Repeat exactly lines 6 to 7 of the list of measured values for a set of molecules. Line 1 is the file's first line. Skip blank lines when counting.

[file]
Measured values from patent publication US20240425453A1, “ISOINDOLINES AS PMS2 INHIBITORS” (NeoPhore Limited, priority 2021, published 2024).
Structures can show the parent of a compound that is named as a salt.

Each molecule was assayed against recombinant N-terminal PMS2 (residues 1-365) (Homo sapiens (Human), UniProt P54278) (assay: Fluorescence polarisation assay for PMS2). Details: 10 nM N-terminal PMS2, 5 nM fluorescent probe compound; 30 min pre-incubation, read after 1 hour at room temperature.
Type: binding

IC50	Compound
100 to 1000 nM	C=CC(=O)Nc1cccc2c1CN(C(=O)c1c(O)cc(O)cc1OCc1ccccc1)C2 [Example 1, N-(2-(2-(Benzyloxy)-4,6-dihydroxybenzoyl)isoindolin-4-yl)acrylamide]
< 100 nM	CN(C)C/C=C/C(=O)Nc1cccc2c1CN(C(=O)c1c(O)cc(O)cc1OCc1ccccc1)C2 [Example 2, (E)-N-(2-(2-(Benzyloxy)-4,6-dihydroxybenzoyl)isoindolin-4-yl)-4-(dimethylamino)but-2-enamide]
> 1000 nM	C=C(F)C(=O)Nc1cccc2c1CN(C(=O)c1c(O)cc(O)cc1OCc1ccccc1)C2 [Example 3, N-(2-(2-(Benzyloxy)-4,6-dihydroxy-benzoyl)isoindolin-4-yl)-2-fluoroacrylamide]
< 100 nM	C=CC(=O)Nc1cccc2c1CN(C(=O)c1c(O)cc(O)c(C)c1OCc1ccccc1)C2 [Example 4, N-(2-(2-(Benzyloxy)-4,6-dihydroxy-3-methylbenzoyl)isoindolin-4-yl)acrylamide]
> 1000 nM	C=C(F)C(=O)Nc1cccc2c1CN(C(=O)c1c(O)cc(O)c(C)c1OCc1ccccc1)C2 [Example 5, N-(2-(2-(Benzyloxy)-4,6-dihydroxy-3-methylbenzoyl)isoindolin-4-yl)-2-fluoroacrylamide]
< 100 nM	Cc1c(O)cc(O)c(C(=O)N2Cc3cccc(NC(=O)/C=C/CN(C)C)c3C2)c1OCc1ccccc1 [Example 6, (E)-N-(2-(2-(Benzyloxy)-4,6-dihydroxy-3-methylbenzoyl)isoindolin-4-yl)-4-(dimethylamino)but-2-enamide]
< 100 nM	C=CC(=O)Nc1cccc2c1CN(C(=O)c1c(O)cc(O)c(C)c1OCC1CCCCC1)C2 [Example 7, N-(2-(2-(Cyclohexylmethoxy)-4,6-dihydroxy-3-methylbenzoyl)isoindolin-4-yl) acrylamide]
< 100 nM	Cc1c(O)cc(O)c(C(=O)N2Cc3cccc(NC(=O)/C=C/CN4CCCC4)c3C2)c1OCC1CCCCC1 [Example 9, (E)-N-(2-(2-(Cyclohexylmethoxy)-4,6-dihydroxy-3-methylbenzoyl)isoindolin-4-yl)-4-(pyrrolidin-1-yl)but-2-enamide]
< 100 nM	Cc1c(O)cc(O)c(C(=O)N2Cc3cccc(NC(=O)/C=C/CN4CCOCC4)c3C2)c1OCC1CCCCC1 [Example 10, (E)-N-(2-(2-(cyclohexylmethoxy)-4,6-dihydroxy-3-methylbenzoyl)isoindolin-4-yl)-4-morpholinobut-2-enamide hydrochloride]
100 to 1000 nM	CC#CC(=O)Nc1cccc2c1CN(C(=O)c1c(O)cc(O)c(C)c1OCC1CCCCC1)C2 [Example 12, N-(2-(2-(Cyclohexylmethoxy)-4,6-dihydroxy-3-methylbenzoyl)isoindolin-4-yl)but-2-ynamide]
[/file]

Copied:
100 to 1000 nM	C=CC(=O)Nc1cccc2c1CN(C(=O)c1c(O)cc(O)cc1OCc1ccccc1)C2 [Example 1, N-(2-(2-(Benzyloxy)-4,6-dihydroxybenzoyl)isoindolin-4-yl)acrylamide]
< 100 nM	CN(C)C/C=C/C(=O)Nc1cccc2c1CN(C(=O)c1c(O)cc(O)cc1OCc1ccccc1)C2 [Example 2, (E)-N-(2-(2-(Benzyloxy)-4,6-dihydroxybenzoyl)isoindolin-4-yl)-4-(dimethylamino)but-2-enamide]